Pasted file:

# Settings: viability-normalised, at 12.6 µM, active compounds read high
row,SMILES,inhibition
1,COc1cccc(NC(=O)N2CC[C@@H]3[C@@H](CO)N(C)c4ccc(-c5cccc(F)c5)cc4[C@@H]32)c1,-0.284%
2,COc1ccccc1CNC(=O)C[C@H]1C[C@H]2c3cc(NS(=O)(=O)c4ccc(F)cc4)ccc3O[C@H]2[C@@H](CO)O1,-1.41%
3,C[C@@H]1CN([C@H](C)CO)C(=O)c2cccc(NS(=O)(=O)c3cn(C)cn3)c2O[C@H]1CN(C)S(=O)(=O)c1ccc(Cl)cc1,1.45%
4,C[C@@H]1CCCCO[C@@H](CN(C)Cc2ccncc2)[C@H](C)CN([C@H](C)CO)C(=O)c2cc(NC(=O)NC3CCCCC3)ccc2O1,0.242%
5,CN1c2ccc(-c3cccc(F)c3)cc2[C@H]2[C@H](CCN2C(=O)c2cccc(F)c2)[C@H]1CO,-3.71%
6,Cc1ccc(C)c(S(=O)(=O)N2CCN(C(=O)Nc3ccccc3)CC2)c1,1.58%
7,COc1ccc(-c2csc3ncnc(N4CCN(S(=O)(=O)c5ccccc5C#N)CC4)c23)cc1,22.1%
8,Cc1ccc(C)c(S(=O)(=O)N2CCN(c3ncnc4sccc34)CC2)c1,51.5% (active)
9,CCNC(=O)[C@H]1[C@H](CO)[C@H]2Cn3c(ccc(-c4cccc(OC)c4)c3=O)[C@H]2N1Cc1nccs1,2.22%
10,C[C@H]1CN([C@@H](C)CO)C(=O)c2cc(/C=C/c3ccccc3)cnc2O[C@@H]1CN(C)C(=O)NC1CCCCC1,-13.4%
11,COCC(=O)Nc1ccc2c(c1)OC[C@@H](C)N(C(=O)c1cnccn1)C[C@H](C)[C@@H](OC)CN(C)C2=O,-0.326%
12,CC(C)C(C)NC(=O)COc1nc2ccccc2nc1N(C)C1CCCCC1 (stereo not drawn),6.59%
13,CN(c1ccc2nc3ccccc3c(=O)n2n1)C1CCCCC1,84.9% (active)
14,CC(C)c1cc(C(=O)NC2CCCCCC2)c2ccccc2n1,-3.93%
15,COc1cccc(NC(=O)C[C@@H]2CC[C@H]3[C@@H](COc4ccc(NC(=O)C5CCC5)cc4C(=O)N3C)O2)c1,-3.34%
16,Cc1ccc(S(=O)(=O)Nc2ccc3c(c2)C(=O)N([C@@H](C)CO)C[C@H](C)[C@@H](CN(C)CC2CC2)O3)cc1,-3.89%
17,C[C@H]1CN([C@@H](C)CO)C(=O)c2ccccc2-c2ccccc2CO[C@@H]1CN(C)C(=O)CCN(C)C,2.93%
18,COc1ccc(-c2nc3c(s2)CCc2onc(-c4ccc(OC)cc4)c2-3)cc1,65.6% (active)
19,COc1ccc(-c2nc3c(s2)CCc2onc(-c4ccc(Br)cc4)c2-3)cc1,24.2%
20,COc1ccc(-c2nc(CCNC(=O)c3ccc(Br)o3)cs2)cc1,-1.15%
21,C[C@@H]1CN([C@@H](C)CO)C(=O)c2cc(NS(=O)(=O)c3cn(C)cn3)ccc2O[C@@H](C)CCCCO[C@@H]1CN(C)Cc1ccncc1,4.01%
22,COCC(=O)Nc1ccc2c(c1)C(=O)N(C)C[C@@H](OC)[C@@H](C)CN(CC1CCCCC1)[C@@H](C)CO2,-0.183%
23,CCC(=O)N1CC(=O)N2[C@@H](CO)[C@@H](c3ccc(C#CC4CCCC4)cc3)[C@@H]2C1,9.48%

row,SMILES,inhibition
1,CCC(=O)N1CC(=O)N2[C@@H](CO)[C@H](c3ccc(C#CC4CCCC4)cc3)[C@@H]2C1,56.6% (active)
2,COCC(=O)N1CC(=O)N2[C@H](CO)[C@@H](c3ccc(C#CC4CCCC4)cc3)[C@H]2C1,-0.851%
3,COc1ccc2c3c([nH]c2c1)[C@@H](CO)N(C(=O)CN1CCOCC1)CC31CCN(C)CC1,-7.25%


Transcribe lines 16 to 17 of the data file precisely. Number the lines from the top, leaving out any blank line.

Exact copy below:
14,CC(C)c1cc(C(=O)NC2CCCCCC2)c2ccccc2n1,-3.93%
15,COc1cccc(NC(=O)C[C@@H]2CC[C@H]3[C@@H](COc4ccc(NC(=O)C5CCC5)cc4C(=O)N3C)O2)c1,-3.34%